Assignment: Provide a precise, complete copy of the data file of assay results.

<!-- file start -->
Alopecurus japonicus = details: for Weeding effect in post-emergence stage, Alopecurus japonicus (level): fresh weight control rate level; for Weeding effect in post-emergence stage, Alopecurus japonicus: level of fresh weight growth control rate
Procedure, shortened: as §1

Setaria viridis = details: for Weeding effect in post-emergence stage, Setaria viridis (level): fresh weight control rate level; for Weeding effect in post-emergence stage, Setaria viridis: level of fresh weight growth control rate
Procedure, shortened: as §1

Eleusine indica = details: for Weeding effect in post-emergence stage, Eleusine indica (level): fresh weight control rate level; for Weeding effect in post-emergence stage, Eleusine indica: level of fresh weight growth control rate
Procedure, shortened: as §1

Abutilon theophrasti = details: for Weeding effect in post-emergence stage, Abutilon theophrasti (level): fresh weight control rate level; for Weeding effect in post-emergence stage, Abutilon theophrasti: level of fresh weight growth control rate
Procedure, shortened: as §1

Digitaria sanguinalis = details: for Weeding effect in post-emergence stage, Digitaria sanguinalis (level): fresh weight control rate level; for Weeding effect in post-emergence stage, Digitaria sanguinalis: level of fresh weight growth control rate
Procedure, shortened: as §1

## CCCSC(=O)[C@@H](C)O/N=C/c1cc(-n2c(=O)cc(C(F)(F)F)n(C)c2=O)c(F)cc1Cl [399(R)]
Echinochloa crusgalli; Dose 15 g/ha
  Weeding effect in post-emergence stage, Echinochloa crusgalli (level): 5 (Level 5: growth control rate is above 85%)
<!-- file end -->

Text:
Alopecurus japonicus = details: for Weeding effect in post-emergence stage, Alopecurus japonicus (level): fresh weight control rate level; for Weeding effect in post-emergence stage, Alopecurus japonicus: level of fresh weight growth control rate
Procedure, shortened: as §1

Setaria viridis = details: for Weeding effect in post-emergence stage, Setaria viridis (level): fresh weight control rate level; for Weeding effect in post-emergence stage, Setaria viridis: level of fresh weight growth control rate
Procedure, shortened: as §1

Eleusine indica = details: for Weeding effect in post-emergence stage, Eleusine indica (level): fresh weight control rate level; for Weeding effect in post-emergence stage, Eleusine indica: level of fresh weight growth control rate
Procedure, shortened: as §1

Abutilon theophrasti = details: for Weeding effect in post-emergence stage, Abutilon theophrasti (level): fresh weight control rate level; for Weeding effect in post-emergence stage, Abutilon theophrasti: level of fresh weight growth control rate
Procedure, shortened: as §1

Digitaria sanguinalis = details: for Weeding effect in post-emergence stage, Digitaria sanguinalis (level): fresh weight control rate level; for Weeding effect in post-emergence stage, Digitaria sanguinalis: level of fresh weight growth control rate
Procedure, shortened: as §1

## CCCSC(=O)[C@@H](C)O/N=C/c1cc(-n2c(=O)cc(C(F)(F)F)n(C)c2=O)c(F)cc1Cl [399(R)]
Echinochloa crusgalli; Dose 15 g/ha
  Weeding effect in post-emergence stage, Echinochloa crusgalli (level): 5 (Level 5: growth control rate is above 85%)